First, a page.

# 1.4.2 Ideal Gas Law & Equation

### Gases: Ideal Gas Law & Equation

#### Kinetic theory of gases

• The kinetic theory of gases states that molecules in gases are constantly moving
• The theory makes the following assumptions:
• The gas molecules are moving very fast and randomly
• The molecules hardly have any volume
• The gas molecules do not attract or repel each other (no intermolecular forces)
• No kinetic energy is lost when the gas molecules collide with each other (elastic collisions)
• The temperature of the gas is related to the average kinetic energy of the molecules
• Gases that follow the kinetic theory of gases are called ideal gases
• However, in reality gases do not fit this description exactly but may come very close and are called real gases

#### Ideal gases

• The volume that an ideal gas occupies depends on:
• Its pressure
• Its temperature
• See section Changing gas volume of page Gas Pressure
• When a gas is heated (at constant pressure) the particles gain more kinetic energy and undergo more frequent collisions with the container wall
• To keep the pressure constant, the molecules must get further apart and therefore the volume increases
• The volume is therefore directly proportional to the temperature (at constant pressure)

The volume of a gas increases upon heating to keep a constant pressure (a); volume is directly proportional to the pressure (b)

#### Limitations of the ideal gas law

• At very high temperatures and pressures real gases do not obey the kinetic theory as under these conditions:
• Molecules are close to each other
• There are instantaneous dipole- induced dipole or permanent dipole- permanent dipole forces between the molecules
• These attractive forces pull the molecules away from the container wall
• The volume of the molecules is not negligible
• Real gases therefore do not obey the following kinetic theory assumptions at high temperatures and pressures:
• There is zero attraction between molecules (due to attractive forces, the pressure is lower than expected for an ideal gas)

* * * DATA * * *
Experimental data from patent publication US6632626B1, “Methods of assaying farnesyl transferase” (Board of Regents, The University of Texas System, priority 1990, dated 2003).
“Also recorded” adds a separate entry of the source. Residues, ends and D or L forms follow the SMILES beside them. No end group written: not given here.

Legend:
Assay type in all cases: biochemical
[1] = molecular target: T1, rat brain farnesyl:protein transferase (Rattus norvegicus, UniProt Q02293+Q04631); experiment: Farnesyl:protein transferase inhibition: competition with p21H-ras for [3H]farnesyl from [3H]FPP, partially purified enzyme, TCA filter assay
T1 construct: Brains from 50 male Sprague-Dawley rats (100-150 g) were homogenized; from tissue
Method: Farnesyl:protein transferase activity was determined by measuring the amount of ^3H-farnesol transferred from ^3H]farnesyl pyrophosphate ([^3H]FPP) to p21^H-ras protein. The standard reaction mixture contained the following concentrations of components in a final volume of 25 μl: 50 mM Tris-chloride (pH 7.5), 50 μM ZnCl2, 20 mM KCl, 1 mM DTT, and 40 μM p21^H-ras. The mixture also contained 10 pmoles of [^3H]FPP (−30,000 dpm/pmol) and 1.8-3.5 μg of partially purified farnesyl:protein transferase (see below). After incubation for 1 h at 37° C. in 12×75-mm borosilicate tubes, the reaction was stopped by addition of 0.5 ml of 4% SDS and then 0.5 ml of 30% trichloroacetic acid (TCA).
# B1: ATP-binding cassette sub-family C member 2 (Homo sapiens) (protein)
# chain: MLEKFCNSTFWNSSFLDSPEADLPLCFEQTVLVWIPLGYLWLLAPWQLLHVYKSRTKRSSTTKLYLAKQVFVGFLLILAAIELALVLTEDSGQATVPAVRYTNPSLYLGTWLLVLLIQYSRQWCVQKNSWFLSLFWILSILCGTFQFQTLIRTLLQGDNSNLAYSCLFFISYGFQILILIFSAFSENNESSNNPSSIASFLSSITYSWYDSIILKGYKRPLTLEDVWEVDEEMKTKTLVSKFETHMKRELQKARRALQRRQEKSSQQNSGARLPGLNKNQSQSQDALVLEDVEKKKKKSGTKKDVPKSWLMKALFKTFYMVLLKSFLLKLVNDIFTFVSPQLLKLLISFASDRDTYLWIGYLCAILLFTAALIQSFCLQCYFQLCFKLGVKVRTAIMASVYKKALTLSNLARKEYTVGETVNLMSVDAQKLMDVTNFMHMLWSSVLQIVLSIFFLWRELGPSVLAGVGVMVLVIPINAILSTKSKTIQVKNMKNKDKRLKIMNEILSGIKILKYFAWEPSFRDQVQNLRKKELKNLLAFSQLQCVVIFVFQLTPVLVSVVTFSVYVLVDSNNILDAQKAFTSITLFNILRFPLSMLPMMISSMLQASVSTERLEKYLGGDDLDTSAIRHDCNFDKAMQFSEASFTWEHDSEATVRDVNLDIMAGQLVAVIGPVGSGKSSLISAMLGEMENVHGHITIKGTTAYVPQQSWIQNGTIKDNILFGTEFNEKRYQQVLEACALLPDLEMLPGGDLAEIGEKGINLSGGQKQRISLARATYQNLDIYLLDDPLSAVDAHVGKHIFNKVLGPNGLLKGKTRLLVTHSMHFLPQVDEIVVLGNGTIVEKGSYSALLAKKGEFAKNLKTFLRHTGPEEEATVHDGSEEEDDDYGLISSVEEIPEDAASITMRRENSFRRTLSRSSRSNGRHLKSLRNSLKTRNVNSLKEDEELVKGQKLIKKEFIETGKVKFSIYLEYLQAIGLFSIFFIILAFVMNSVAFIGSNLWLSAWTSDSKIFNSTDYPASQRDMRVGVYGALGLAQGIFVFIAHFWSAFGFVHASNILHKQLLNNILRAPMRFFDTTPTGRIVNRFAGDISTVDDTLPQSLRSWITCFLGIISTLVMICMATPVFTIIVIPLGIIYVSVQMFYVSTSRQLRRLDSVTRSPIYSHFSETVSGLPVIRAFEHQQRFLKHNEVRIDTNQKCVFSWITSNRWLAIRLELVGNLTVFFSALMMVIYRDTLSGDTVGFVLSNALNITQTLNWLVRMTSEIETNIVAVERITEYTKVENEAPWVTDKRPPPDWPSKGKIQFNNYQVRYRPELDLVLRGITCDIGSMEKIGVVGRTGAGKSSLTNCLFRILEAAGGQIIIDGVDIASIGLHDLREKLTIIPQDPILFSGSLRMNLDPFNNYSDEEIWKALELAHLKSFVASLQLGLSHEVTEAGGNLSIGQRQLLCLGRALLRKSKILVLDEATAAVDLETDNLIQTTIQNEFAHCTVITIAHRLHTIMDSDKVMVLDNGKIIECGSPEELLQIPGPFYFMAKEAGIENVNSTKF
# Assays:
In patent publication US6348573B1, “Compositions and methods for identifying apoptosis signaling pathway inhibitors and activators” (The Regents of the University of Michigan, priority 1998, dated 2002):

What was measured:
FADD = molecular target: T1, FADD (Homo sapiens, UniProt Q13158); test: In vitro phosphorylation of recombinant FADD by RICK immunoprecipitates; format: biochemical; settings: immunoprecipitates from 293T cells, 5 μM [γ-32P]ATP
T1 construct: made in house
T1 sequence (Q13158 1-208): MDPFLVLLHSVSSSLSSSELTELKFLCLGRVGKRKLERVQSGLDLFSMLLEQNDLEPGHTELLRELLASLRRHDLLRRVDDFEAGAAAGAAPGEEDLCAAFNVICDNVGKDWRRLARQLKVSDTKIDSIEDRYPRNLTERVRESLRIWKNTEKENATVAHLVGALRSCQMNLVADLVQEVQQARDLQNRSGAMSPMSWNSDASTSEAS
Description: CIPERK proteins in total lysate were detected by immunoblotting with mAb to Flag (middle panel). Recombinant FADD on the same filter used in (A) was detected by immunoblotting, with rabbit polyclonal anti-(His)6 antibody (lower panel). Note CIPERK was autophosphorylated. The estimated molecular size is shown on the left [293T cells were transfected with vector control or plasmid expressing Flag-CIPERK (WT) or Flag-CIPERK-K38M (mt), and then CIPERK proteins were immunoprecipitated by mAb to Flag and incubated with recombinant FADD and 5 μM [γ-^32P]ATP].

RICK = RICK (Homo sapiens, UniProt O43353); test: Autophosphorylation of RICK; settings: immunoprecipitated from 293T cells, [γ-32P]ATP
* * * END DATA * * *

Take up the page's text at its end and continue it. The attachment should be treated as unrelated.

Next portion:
• The volume of the gas molecules can be ignored (volume of the gas is smaller than expected for an ideal gas)

#### Ideal gas equation

• The ideal gas equation shows the relationship between pressure, volume, temperature and number of moles of gas of an ideal gas:

pV = nRT

p = pressure (pascals, Pa)

V = volume (m3)

n = number of moles of gas (mol)

R = gas constant (8.31 J K-1 mol-1)

T = temperature (kelvin, K)

• The ideal gas equation can also be used to calculate the molar mass (Mr) of a gas

#### Worked example: Calculating the volume of a gas

• Step 1: Rearrange the ideal gas equation to find volume of gas

• Step 2: Calculate the volume the oxygen gas occupies

p = 220 kPa = 220 000 Pa

n = 0.781 mol

R = 8.31 J K-1 mol-1

T = 21 oC = 294 K

= 0.00867 m3

= 8.67 dm3

#### Worked example: Calculating the molar mass of a gas

• Step 1: Rearrange the ideal gas equation to find the number of moles of gas

• Step 2: Calculate the number of moles of gas

p = 300 kPa = 300 000 Pa

V = 1 dm3 = 0.001 m3

R = 8.31 J K-1 mol-1

T = 23 oC = 296 K

• Step 3: Calculate the molar mass using the number of moles of gas

#### Exam Tip

Ideal gases have zero particle volume (the particles are really small) and no intermolecular forces of attraction or repulsion.

To calculate the temperature in Kelvin, add 273 to the Celsius temperature, eg. 100 oC is 373 Kelvin. Remember: an ideal gas will have a volume that is directly proportional to the temperature and inversely proportional to the pressure.

### Author: Francesca

Fran has taught A level Chemistry in the UK for over 10 years. As head of science, she used her passion for education to drive improvement for staff and students, supporting them to achieve their full potential. Fran has also co-written science textbooks and worked as an examiner for UK exam boards.
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